When it’s virtually impossible to tell “anti-war” Democrats apart from pro-war Republicans, does it matter if Democratic Governor Bill Richardson of New Mexico is a Republican at heart? Probably not. Yet, that may be the case.
If Richardson is a Democrat, how does he explain forging a business partnership with notorious Nixon era mass murderer Henry Kissinger?
If Richardson is a Democrat, how does he explain stopping a recount of the 2004 presidential vote in his state where fraud may have twisted the tally giving President Bush his narrow 5,988-vote victory over Democrat John Kerry?
“Why didn’t this Mexican-American Democrat ask for a recount?” Greg Palast inquires in his new book “Armed Madhouse”(Plume). “He (Richardson) actively did everything in his power to stop a recount.” And there was every reason to make one. Palast reports that 4,217 absentee ballots were not counted, 6,593 provisional ballots were not counted, and 21,084 votes were marked “spoiled” and not counted, among others.
Dr. Philip Klinkner, political scientist of Hamilton College, Clinton, N.Y., found if you’re a New Mexican of Hispanic heritage, the chance your vote will not record on the machine was 500% higher than if you are white. It turned out that “nine out of ten votes uncounted were cast by non-Anglo voters,” Palast writes. That’s 18,765 missing minority votes --- three times Bush’s “victory” margin.
A Richardson spokesperson who said this column is riddled with “errors and half truths” responded the governor has lobbied for and “passed paper ballots-voter verifiable paper trail in N.M. last year.” That’s what he stands for now. But apparently what Richardson did, as sitting governor when faced with a possible election fraud crisis, was nada.
The spokesperson said he would respond to other issues raised in this column but has not yet done so. According to Palast, Richardson also “demanded the legislature pass a ‘reform’ law that would require anyone wanting a recount of a suspicious vote to put up a bond of over one million dollars. As a result, ‘free and fair elections’ are now effectively outlawed in New Mexico.” The law also requires photo ID for new voters, one more stumbling block to voting for thousands of New Mexico’s poor who are not drivers or do not hold passports.
Then there’s the troubling matter of Richardson’s ties to Henry Kissinger, President Nixon’s accomplice in overthrowing the democratically-elected government of Chile, the slaughter in Viet Nam, and the secret bombing of Cambodia, alleged to have killed 600,000 peasants, etc., etc.
Officials in Argentina, Brazil, Chile, France and Spain would like to ask Kissinger a few questions about unsolved atrocities, but he’s too busy chatting with clients Atlantic Richfield, Hunt Oil, Merck & Co., Chase Manhattan Bank, and American Express, etc.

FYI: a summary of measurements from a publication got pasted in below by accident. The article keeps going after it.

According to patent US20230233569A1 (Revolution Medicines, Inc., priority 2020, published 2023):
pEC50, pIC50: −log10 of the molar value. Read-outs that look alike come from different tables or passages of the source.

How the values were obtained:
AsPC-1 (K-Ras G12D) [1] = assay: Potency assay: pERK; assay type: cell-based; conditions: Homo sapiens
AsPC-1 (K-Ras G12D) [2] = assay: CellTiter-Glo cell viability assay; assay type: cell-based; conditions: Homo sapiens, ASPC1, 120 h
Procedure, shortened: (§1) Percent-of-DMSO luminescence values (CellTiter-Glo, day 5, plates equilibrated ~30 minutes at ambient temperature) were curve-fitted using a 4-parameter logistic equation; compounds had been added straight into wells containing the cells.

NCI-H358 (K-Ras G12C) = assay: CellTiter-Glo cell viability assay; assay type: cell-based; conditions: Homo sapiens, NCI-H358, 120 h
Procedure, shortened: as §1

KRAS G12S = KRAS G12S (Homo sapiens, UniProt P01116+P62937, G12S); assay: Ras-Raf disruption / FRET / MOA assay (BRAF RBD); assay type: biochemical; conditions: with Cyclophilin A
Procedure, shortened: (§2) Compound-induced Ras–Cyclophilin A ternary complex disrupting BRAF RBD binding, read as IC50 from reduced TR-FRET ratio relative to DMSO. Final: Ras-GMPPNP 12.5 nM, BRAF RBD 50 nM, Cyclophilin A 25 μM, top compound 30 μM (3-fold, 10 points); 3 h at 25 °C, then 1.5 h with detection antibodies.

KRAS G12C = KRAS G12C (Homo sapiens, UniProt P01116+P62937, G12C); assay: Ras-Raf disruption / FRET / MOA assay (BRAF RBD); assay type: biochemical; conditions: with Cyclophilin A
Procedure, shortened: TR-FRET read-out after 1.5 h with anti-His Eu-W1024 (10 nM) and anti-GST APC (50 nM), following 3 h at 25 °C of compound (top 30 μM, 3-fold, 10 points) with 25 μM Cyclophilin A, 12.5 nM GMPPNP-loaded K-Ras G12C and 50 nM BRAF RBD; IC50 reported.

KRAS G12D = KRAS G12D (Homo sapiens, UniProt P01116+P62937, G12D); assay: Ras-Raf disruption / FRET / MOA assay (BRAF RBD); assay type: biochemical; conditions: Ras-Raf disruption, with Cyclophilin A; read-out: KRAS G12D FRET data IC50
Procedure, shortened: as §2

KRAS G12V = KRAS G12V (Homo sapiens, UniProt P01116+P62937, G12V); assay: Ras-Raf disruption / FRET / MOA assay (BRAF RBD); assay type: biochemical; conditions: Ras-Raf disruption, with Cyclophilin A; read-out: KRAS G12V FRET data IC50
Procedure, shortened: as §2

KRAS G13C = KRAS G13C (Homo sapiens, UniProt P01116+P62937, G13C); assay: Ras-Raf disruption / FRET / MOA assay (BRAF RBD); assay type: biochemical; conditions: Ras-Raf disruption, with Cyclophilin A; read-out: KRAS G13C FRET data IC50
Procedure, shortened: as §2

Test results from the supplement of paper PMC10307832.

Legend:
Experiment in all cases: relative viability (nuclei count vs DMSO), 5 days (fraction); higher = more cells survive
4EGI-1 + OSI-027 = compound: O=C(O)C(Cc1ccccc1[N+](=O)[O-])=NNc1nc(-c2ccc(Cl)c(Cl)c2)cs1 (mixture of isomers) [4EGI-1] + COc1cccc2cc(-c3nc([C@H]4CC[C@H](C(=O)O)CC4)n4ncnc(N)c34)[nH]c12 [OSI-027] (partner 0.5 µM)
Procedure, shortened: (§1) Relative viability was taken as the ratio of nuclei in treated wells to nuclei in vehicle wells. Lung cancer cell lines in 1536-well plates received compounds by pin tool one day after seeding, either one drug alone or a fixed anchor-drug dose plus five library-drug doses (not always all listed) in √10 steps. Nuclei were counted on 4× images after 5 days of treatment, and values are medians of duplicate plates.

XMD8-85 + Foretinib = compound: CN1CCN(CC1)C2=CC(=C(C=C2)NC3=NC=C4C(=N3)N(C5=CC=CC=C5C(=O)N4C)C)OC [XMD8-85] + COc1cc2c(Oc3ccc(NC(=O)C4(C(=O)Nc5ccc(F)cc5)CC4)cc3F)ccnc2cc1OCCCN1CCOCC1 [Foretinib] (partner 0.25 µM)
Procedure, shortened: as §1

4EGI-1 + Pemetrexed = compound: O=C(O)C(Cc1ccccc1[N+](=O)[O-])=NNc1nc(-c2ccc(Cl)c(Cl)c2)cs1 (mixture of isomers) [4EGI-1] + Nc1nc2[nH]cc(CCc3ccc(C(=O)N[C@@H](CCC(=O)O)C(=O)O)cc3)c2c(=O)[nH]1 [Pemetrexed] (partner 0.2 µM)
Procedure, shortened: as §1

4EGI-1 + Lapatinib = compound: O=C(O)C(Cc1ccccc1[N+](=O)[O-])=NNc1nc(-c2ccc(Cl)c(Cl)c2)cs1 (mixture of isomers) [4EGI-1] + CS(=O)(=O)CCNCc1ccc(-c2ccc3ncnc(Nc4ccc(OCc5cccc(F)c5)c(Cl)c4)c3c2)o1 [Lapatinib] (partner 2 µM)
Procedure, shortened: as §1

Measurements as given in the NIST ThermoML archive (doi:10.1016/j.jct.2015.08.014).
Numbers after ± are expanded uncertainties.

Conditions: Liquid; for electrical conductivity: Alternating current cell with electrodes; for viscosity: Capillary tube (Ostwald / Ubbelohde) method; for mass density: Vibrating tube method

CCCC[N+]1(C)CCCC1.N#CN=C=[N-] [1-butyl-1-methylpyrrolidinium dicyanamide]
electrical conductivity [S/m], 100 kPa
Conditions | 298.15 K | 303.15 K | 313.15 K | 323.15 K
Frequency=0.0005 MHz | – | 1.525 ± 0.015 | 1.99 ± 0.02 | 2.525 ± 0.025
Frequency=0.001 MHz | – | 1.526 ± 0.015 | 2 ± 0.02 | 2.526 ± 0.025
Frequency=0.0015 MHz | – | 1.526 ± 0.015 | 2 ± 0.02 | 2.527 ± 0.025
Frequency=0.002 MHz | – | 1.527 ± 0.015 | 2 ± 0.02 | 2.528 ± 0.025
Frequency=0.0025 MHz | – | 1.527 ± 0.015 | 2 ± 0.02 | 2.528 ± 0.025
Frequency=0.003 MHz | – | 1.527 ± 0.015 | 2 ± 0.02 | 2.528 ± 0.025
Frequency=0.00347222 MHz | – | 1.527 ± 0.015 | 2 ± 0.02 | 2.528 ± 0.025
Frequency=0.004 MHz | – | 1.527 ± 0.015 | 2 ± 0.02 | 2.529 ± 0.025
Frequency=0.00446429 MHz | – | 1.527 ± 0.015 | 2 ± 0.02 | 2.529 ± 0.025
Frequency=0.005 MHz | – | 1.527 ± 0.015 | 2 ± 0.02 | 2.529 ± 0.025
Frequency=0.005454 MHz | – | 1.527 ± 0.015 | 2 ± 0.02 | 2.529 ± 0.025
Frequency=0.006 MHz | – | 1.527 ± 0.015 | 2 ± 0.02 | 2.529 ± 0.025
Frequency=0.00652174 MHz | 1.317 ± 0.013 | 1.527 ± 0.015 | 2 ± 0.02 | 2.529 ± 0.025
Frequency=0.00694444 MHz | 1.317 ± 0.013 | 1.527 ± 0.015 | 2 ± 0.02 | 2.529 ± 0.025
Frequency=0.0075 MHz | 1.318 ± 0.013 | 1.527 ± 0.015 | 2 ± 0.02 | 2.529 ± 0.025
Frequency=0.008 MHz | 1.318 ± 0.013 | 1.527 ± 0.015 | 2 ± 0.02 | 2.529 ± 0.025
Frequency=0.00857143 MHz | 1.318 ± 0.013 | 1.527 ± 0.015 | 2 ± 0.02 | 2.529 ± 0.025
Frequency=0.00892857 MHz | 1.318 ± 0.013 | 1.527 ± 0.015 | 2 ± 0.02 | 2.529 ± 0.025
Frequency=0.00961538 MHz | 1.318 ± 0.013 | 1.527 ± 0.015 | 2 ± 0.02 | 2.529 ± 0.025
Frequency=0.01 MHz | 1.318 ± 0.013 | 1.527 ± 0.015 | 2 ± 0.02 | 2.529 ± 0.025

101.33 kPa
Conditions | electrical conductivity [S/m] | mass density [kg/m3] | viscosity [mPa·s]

Kissinger reportedly has also been giving foreign policy advice to President Bush akin to Kissinger’s column in The Washington Post of August 12, 2005: “Victory over the insurgency is the only meaningful exit strategy.” So every time he passes a butcher shop window, Kissinger just has to go in.
Richardson For President Web site omits any mention of Richardson’s business association with Kissinger. Why? Is it embarrassment? Author Christopher Hitchens says Kissinger’s firm is linked to Red China’s rulers “and the oil oligarchies of the Gulf.” Judicial Watch Chairman Larry Klayman put it more baldly, stating, “The firm of Kissinger, McLarty & Richardson epitomizes Washington, D.C. at its worst --- sleazy ex-administration officials, feeding off special influence and power and then pretending, with the help of their enablers, to be fine, upstanding and respected gentlemen.”
Of course, there are Democrats and Democrats. For generations the Democratic Party sheltered under its wing racist Dixiecrat vultures that could spot a scrap of military-industrial road kill from a mile over the highway. None of these birds of prey, though, attained the stratospheric heights of odium achieved by Kissinger, whose talons drip with the blood of murdered Vietnamese, Cambodians and Chileans.
Yet this is the one man on the planet Bill Richardson chooses for a business partner? Explain, please.
New Mexico Democrats that back Richardson contend he is an excellent diplomat who has tackled tough overseas assignments successfully, and that may account for Kissinger’s interest in his talents. In describing Richardson, Associated Press observed: “He brings a wealth of experience in international affairs that has extended even into his governorship of a small but politically important swing state.”
Richardson recently switched his stand on Iraq to favor a total pullout of U.S. troops. “I believe that our troops have become targets,” Richardson said. “They’ve done a magnificent job, but when 60 percent of Iraqis say it’s OK to shoot an American soldier, none of the serious diplomacy can happen.” On June 19, AP reported Richardson’s new approach “comes as he is moving up in polls in the early voting states of Iowa and New Hampshire, thanks to a successful television ad campaign.”
The wire service noted Richardson is attempting “to differentiate himself in the primary race by stressing that he would leave ‘zero troops’ in Iraq.” And he charged his Democratic rivals in the Senate endorsed a timeline “that had deliberate loopholes.” Now that the overwhelming majority of Americans want U.S. troops pulled from Iraq, Richardson has followed public sentiment to politically safe ground. It doesn’t take a weatherman to predict the voters are poised to give pro-Bush Republicans an awful drubbing at the polls next year. His Iraq stand hardly qualifies Richardson, though, as a humanitarian.